Mario Monti, Prime Minister of Italy, discusses his meeting with President Obama: "The goal was to explain to the President what Italy is doing in terms of budgetary discipline but also for preparing for conditions for growth."
If Greece doesn't have to pay what it owes, why should anyone?
The setback on the Greek austerity plan is sapping euro strength.
Markets in Europe are mostly down as Greek opposition to the austerity plan heats up. Bank stocks are among the biggest losers. Spain approves sweeping labor market reforms. Four Greek ministers resign in protest over the new austerity package. Greece's police union threatens to issue arrest warrants for EU, IMF officials.
After appearing to be resolved, Greece's bailout is unraveling again. Renewed fears of a Greek default sparked a broad selloff in financial markets Friday.
The danger of disaster in the financial markets has receded since the start of the year, after additional liquidity injections, one strategist told CNBC Friday.
Greek drama staggers on, and risk appetite sags - it's time for your FX Fix.
Laurence Summers, former Treasury Secretary, weighs in on Greece's stability, saying if Greece is not a part of the euro, they will not likely have access to the ECB, which would have consequences on the stability of the Greek banking system.
S&P 500 futures point to New York stocks declining 0.5 per cent at the opening bell. European shares also fell today, dragged lower by banks on concerns about the outcome of the euro zone debt crisis after finance ministers imposed further conditions before approving a rescue package for Greece. Asian shares ended lower as investors remained concerned about Greece's commitment to debt restructuring.
For all the struggles that Greece has gone through to satisfy its demanding lenders, Europe’s troubles are not going away, the New York Times reports.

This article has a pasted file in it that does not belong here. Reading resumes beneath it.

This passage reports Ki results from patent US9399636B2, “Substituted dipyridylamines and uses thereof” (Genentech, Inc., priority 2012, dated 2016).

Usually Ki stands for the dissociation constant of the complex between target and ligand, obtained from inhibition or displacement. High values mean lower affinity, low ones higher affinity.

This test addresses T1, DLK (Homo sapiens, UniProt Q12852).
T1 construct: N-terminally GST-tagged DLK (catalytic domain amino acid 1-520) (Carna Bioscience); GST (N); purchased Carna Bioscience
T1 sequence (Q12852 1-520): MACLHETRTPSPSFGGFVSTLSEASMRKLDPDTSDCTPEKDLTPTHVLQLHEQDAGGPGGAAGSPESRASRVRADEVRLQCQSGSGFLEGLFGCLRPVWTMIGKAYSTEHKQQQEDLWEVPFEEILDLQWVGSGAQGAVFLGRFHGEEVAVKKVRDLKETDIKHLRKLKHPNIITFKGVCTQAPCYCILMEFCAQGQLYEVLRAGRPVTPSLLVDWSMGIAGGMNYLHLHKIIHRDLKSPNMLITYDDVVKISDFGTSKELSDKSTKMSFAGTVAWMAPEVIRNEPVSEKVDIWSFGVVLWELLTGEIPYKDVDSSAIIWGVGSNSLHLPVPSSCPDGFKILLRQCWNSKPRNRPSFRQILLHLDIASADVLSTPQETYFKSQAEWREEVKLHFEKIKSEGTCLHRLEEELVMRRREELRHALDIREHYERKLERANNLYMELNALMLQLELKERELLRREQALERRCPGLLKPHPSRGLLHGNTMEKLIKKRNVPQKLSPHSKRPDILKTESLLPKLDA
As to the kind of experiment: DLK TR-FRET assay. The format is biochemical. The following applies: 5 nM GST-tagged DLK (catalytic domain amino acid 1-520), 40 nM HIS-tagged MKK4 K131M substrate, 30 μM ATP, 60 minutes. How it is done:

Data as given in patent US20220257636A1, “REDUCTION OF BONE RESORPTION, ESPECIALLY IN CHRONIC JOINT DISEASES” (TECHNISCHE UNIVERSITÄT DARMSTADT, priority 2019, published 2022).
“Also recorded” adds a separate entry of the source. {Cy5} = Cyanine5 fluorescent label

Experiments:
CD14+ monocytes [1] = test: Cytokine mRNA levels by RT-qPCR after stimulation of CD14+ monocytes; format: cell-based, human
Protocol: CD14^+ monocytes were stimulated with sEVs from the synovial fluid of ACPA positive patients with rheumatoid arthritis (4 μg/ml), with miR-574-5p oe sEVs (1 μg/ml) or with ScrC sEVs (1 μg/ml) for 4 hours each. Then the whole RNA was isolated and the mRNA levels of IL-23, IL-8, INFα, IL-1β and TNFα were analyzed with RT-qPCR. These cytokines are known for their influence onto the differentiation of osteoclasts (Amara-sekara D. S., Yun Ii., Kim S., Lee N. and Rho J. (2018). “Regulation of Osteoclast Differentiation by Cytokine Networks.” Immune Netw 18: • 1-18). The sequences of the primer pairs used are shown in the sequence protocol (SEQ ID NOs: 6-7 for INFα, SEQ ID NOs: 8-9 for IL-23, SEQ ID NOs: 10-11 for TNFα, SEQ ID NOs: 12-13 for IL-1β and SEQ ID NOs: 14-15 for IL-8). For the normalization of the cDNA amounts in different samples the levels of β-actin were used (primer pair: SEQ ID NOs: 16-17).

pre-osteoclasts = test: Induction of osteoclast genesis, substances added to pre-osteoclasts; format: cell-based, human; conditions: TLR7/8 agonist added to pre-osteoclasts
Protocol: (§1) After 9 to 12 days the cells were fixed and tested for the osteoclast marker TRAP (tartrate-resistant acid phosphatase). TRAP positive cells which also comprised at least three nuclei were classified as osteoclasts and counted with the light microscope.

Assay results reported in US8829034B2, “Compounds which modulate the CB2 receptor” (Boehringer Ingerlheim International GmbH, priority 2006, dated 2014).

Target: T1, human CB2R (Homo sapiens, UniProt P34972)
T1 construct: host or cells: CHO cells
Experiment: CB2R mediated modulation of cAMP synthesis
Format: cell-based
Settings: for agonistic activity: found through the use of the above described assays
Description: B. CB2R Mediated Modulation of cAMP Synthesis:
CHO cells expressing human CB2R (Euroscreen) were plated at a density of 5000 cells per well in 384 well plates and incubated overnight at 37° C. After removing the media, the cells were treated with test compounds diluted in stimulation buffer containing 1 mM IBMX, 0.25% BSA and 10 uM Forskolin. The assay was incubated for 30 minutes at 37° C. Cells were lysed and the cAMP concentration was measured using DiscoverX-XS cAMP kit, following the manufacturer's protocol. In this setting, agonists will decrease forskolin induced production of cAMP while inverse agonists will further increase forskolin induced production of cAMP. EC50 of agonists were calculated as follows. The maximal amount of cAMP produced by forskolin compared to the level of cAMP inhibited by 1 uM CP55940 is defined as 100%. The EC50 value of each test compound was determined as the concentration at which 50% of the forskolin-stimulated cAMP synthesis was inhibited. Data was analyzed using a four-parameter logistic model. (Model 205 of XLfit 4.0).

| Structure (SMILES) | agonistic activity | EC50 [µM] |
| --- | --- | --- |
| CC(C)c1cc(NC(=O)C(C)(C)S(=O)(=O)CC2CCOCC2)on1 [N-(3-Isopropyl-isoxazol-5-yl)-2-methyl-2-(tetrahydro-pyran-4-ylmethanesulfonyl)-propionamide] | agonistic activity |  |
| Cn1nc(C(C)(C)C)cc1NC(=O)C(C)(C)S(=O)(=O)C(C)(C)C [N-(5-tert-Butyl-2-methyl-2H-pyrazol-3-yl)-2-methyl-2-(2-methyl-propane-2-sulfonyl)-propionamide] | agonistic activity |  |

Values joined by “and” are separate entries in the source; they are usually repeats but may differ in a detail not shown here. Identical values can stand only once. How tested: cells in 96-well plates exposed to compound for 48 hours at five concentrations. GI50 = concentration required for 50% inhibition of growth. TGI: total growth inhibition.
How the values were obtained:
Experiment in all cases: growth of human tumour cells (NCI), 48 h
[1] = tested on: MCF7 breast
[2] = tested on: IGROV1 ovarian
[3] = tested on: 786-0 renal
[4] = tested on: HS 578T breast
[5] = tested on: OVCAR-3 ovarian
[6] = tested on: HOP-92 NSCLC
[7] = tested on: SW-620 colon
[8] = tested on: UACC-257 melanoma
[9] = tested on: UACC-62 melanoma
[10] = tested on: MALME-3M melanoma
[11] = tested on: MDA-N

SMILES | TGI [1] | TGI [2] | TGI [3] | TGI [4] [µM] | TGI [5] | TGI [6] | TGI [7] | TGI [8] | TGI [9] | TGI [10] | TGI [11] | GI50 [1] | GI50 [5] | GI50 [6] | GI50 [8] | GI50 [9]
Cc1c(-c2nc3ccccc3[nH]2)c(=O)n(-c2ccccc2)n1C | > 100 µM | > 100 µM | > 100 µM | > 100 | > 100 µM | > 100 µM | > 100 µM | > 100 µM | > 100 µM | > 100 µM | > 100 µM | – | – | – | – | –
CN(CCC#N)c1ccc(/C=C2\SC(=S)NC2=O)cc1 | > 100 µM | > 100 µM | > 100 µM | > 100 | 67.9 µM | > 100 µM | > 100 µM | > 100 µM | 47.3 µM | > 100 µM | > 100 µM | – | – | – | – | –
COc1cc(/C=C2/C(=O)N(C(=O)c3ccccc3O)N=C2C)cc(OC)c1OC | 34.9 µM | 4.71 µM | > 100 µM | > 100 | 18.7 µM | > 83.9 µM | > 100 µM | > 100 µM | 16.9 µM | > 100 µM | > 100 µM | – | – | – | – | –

Greek political leaders said they had clinched a deal on economic reforms and spending cuts needed to secure a second bailout, but euro zone finance ministers demanded more measures and a parliamentary seal of approval before providing the aid.
The euro shrugged news of a Greek debt deal, but this strategist thinks the fun isn't over.
Lots of people have written about how ridiculous it is that the Federal Reserve claims its loans to the European Central Bank are "secured."
Greek talks go down to the wire, and central banks hold steady - it's time for your FX Fix.
The European Central Bank’s injection of cheap money into the European banking system last December has taken the pressure off the euro zone politicians for the moment, but they still have to take further action, a German economist told CNBC.
The European Central Bank is widely expected to leave interest rates on hold on Thursday, reassured by signs that the economy started 2012 on a brighter note and hopeful that more cheap loans to banks at the end of this month will get them lending to each other again.
The European Central Bank’s second injection of long-term liquidity into markets could reach as much as 1 trillion euros ($1.33 trillion), analysts predict.
Greek political leaders failed early on Thursday to sign off on a tough reform and austerity program, the price of a new international bailout for the nation, but Prime Minister Lucas Papademos said they would try to strike a deal within hours.
Weekly jobless claims is the big number for markets Thursday, as Greece edges closer to a rescue package.
Stephen Fidler at the Wall Street Journal outlines a plan for the European Central Bank to accept less than face value on the Greek bonds it has purchased.